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Mata Hari (1876-1917) was the stage name of Margaretha Geertruida Zelle, a Dutch exotic dancer, courtesan and alleged spy. She was a daughter of businessman Adam Zelle and his first wife Antje van der Meulen. She was born into a wealthy family and attended exclusive schools until the age of 13. However, her father went bankrupt in 1889. Subsequent family problems followed and Margaretha had to move in with various relatives.
Margaretha appeared to escape her problems by marrying Rudolf MacLeod in 1895. He was a Captain in the Dutch colonial Army, well connected with the upper classes and financialy secure. The new couple soon moved to the island of Java, part of the Dutch East Indies (modern Indonesia). They had two children: Norman-John MacLeod (1897-1899) and Louise Jeanne MacLeod (1898-1919). But marrital problems soon started. Rudolf was a hard drinker and physically abusive. The two separated for a few months in 1897. She joined a local dance company at the time and started using the stage name Mata Hari (a local term for the Sun).
Rudolf and Margaretha reconciled for a while. But the death of their son strained their marriage. There were suspicions that the boy was murdered and the couple might have seen each other as responsible. They separated again in 1902, the divorce not finalized until 1907. In 1903, Margareta moved to Paris. She started performing as a circus horse rider under the stage name "Lady MacLeod". She also worked for a while as an artist's model. However, neither job was particularly lucrative. She returned to dancing and to the stage name "Mata Hari". At the time professional dancers such as Isadora Duncan and Ruth St. Dennis were trying to bring new elements to this European art form by studying Asian and Egyptian dances. Having already studied Javan dances, Mata Hari could also incorporate "exotic" elements into her dance. Rising to fame by 1905.
Her dance and stage persona was opensly sensual and suggestively sexual. She was flaunting her body, she flirted with her audience and provoked their staring gazes. She used exotic and eccentric clothing and performed numbers with stripping element. Never completely nude but showing enough skin to captivate her audience. While critics vehemently criticized her and dismissed her artistic merits, by 1910 Mata Hari had become a major influence on stage dance. Off the stage, Mata Hari had a second lucrative career as a courtesan. She had relationships with industrialists, high-ranking military officers, politicians and other influential individuals while performing across Europe.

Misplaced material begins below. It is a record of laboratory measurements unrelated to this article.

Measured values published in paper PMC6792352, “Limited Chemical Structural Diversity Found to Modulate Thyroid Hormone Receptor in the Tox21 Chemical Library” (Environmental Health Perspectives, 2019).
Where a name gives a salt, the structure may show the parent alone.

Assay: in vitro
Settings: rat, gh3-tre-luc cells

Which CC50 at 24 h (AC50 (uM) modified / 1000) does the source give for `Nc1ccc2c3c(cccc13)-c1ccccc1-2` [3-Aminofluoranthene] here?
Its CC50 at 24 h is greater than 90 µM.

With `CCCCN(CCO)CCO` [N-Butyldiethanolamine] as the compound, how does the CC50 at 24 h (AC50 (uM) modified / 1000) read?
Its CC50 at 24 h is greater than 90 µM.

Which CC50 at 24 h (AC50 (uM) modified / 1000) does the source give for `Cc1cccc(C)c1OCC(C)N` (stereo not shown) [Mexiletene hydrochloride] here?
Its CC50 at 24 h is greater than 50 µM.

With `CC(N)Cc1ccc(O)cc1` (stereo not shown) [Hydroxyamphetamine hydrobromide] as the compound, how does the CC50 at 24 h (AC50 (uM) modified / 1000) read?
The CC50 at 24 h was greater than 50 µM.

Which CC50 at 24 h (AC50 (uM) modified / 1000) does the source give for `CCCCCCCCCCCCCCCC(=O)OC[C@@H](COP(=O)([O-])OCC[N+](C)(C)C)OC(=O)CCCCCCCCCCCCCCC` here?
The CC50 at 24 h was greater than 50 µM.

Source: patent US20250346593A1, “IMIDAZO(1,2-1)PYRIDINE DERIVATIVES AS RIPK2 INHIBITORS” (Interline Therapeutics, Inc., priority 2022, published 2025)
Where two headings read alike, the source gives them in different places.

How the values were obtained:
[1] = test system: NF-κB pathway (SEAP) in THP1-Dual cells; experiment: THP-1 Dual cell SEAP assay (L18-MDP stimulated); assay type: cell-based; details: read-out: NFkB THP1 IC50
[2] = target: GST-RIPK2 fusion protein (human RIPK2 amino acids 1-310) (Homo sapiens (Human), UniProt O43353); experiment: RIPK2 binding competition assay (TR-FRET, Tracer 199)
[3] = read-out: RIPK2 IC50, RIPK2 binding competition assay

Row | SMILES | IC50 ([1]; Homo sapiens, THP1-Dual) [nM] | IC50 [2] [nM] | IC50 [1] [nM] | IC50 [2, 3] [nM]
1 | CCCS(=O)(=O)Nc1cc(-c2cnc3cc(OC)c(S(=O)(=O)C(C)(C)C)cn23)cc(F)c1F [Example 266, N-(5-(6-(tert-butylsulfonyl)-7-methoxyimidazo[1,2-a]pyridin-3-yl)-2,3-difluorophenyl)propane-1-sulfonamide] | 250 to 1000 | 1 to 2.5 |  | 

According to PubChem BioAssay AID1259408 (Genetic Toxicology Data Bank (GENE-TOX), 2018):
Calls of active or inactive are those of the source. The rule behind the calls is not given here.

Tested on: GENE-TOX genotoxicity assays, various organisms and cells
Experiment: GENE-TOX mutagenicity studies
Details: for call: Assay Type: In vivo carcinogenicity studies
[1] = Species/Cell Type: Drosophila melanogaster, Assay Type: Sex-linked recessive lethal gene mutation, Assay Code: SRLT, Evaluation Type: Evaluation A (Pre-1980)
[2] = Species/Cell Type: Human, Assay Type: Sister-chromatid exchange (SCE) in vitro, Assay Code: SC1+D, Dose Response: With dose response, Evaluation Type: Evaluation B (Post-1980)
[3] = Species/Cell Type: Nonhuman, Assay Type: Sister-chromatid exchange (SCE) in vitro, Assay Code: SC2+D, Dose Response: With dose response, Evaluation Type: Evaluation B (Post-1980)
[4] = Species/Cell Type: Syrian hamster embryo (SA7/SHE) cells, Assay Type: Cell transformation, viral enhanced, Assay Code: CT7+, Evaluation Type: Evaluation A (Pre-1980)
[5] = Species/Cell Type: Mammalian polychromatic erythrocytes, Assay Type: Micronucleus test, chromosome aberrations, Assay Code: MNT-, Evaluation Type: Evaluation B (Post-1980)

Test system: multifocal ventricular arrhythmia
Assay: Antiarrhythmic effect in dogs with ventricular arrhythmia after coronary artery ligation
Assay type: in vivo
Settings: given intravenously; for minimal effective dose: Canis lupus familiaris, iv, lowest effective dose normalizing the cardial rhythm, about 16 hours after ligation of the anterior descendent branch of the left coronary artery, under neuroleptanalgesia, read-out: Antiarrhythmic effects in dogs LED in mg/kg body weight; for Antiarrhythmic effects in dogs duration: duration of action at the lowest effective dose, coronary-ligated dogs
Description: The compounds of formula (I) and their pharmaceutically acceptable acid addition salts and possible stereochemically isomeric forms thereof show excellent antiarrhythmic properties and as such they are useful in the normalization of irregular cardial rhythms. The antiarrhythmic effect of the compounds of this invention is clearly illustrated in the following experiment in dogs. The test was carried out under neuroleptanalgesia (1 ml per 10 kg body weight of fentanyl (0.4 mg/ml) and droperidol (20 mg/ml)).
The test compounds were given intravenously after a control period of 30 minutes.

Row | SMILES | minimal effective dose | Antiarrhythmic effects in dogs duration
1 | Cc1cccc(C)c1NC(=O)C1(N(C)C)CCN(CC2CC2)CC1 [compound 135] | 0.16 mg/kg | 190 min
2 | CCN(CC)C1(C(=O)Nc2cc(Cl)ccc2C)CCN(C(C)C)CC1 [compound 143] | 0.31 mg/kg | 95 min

During World War I (1914-1918), the Netherlands were able to remain neutral. Being a citizen of a neutral state allowed Mata Hari to continue crossing border-lines. Her movements attracted attention and by 1916, there were already suspicions that she was involved in espionage activities. The Scotland Yard innterogated during a tour of the United Kingdom, but came into the conclusion she was affiliated with French Intelligence and released her. In early 1917, French intelligence agents intercepted German messages from Spain. The messages reported on the pro-German activities of a spy called "H-21". The information included pointed to H-21 being Mata Hari.
On February 13, 1917, Mata Hari was arrested in Paris. She was placed on trial accused of espionage activities, responsible for the death of c. 50,000 military personnel. While the French and British authorities co-operated in this trial, they could only offer the intercepted messages concerning "H-21" and some suspicious activities of the famous dancer. Such as having secret ink in her room. There were no definite evidence that she was "H-21" or that she indeed was affiliated with the Germans. But the court declared her guilty anyway. She was executed by firing squad on October 15, 1917.
While she passed to popular culture as a model for a femme-fatale spy, historians are much less certain of her actual role in the War. She might have been a scapegoat to cover the activities of another alleged double agent, Georges Ladoux. Ladoux was the man supposed to have recruited her into the French Intelligence. The sensational press of the time however presented the idea " of an exotic dancer working as a lethal double agent, using her powers of seduction to extract military secrets from her many lovers". There were also various press accounts concerning her courage in facing her own death. While somewhat contradictory, the accounts helped establish her reputation.
By 1931, the film "Mata Hari" had Greta Garbo playing the lead part and further cemented the tale of the femme-fatale into the public conciousness. Mata Hari has went on to appear in films, television series, literature, etc. A century following her death, Mata Hari remains one of the most recognizable persons involved in World War I.